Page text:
Physical-Cognitive Intervention to Enhance Velocity and Other Gait Characteristics in Mexican Older Adults

Tuesday, 23 July 2013: 2:10 PM

Bertha Cecilia Salazar, PhD
Nursing College, Universidad Autonoma de Nuevo Leon, Monterrey, Mexico
Juana Edith Cruz, DNS
Nursing Graduate school, Universidad Veracruzana, Monterrey, Mexico
Esther C. Gallegos, PhD, FAAN
School of Nursing, Universidad Autonoma de Nuevo Leon, Monterrey, Mexico
Maria E. Garza, BSm MS
Graduate School, teaches in the master and undergraduate program, Universidad Autonoma de Nuevo Leon, School of Nursing, Monterrey,, Mexico
Perla Lizeth Hernandez, BS, MNS
School of graduates, Nursing College, Universidad Autonoma de Nuevo Leon, Monterrey, Mexico

Learning Objective 1: The learner will be able to describe gait characteristics of a sample of Mexican older adults and relation to sociodemographics and symptoms of depression.

Learning Objective 2: The learner will be able to know the effects of a physical-cognitive intervention upon usual and dual gait characteristics

Purpose: To test the effects of a physical-cognitive intervention upon gait parameters using a dual task (walking and counting backwards or naming animales) in older adults of Monterrey, Mexico. 

Methods: Cuasi-experimental design, experimental and control group. The experimental group received an exercise program combined with cognitive exercises. for 12 weeks, three times per week, one hour per session. Sample size 144 participants in each group. The intervention and data collection were done in senior centers of Monterrey and metropolitan area. Data were collected at baseline, end of 5th week, and after the intervention. Inclusion criteria were sedentary (less than 9.4 mets according to Voorips, et al. 1991, questionnaire), free of exercise contraindication, able to walk raising their legs from the floor. Gait charecteristics were measured using the computerized GaitRite CIR System walkway (8.83m X 90.17 cm, long by width) with electronic sensors. The Center Epidemiologic Studies Depression Scale was applied.  Participants were trained to walk through the walkway and instructed to walk at their usual speed starting one meter before and after the walkway. In a second trail participants were asked to count backwards while they walked, starting with a random number. A research assisstant walked closely behind each participant.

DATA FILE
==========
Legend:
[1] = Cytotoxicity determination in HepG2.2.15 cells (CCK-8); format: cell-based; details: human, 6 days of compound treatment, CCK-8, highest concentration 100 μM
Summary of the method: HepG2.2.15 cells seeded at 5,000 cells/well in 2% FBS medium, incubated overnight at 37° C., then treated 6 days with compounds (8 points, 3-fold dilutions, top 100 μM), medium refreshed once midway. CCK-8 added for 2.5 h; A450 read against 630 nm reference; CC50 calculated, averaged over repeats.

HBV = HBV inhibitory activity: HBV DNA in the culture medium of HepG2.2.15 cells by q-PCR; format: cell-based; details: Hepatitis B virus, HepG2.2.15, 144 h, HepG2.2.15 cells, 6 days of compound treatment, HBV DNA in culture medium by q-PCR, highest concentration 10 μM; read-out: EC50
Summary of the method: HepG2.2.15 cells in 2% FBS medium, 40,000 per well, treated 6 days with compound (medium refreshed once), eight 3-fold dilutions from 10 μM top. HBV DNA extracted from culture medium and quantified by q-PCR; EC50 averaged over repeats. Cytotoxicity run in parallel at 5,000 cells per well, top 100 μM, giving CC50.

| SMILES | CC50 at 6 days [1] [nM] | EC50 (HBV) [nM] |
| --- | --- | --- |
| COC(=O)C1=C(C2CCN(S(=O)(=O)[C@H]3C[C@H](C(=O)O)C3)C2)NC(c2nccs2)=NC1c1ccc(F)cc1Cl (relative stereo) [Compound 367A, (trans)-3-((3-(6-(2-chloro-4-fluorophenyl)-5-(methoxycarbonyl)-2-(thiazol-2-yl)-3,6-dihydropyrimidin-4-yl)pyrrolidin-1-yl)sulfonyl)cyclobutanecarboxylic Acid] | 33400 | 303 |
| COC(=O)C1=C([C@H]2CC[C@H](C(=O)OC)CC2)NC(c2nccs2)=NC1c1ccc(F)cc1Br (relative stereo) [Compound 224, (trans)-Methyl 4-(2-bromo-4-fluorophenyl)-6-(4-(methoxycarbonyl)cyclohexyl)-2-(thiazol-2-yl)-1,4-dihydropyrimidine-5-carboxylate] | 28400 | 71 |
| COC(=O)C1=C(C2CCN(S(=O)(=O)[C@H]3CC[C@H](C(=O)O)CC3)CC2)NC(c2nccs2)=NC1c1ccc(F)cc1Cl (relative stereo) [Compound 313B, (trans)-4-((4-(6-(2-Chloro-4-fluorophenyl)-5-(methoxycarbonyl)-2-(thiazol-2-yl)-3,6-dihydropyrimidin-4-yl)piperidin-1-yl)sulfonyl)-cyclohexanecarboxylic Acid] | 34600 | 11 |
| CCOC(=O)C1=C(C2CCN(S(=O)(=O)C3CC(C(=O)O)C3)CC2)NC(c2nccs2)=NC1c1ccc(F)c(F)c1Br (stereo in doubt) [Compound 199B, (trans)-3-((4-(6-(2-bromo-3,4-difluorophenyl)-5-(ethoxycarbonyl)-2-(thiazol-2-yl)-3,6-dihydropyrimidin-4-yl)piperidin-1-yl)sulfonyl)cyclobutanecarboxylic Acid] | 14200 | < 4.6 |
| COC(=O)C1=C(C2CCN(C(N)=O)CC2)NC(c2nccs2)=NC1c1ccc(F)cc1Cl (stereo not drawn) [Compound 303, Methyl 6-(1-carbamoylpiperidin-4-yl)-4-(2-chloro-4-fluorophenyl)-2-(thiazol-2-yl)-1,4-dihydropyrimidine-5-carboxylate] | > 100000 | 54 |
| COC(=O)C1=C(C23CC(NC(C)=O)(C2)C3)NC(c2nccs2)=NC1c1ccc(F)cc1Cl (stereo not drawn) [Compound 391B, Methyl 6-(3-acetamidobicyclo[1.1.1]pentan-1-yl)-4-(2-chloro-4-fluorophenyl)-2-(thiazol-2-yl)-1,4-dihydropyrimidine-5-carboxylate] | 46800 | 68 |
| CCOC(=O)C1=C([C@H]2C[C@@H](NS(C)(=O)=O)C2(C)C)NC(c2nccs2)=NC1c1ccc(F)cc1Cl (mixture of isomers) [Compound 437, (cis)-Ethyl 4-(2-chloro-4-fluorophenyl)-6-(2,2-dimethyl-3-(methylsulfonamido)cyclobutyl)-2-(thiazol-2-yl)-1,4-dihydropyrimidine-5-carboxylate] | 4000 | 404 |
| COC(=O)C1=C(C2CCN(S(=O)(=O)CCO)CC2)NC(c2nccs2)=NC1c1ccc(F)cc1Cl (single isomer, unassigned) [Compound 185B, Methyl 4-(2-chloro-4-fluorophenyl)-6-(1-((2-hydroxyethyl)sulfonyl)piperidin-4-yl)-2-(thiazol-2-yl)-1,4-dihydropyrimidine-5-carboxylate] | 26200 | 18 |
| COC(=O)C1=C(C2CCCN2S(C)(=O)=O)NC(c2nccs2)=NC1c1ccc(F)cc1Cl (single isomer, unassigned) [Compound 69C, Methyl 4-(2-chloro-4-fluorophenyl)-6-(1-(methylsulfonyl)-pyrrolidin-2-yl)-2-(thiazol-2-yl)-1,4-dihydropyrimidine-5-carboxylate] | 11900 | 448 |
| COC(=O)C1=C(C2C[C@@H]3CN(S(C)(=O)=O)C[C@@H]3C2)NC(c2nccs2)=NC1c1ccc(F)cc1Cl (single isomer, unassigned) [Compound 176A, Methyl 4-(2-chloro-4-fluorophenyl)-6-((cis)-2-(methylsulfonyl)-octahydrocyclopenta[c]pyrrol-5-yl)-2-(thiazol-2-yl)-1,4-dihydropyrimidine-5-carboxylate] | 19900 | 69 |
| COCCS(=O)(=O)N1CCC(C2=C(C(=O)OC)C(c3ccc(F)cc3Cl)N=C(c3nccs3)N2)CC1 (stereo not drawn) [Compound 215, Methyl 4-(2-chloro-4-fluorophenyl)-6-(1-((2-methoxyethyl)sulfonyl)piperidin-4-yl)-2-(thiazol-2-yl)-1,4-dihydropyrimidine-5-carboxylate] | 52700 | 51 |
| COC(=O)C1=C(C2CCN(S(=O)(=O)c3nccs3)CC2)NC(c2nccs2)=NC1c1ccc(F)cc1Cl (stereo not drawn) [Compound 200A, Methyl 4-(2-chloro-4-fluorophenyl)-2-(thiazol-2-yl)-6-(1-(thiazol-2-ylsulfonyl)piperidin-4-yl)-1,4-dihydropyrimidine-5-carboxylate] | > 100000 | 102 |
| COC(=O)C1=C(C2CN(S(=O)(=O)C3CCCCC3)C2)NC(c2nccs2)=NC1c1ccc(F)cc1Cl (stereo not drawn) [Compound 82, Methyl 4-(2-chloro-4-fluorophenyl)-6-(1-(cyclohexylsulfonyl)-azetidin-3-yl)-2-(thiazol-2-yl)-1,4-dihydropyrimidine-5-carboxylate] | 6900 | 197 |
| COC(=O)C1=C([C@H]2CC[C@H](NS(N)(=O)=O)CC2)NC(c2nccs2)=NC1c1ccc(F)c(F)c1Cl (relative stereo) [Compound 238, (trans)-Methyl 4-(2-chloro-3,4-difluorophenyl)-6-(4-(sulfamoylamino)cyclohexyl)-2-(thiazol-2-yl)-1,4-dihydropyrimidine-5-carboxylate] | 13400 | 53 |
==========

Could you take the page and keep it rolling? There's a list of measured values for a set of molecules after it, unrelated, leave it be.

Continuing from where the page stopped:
Results: Mean age was 72.62 years, SD = 6.33. At baseline the mean of gait velocity during dual tasking was 0.7939 m/s, SD = 21.81, and 0.6596 m/s, SD = 21.72, experimental and control group respectively, and during usual walking means were 0.9447 m/s, SD = 18.81, and 0.8554,  SD = 20.58, experimental and control group.  Mann-Whitney U test showed significant differences at baseline, therefore a more stringent significant value was use.  Experimental group showed significant differences (p < 0.01) in several gait parameters (velocity, cadence, step time, swing time, among others) of the dual task walking (walking and counting backwards).  

Conclusion:  The intervention improved gait parameters in the dual task modality.  Training older adults to perform a cognitive task such as counting or naming animals while walking may help them to navigate in public environments preventing falls.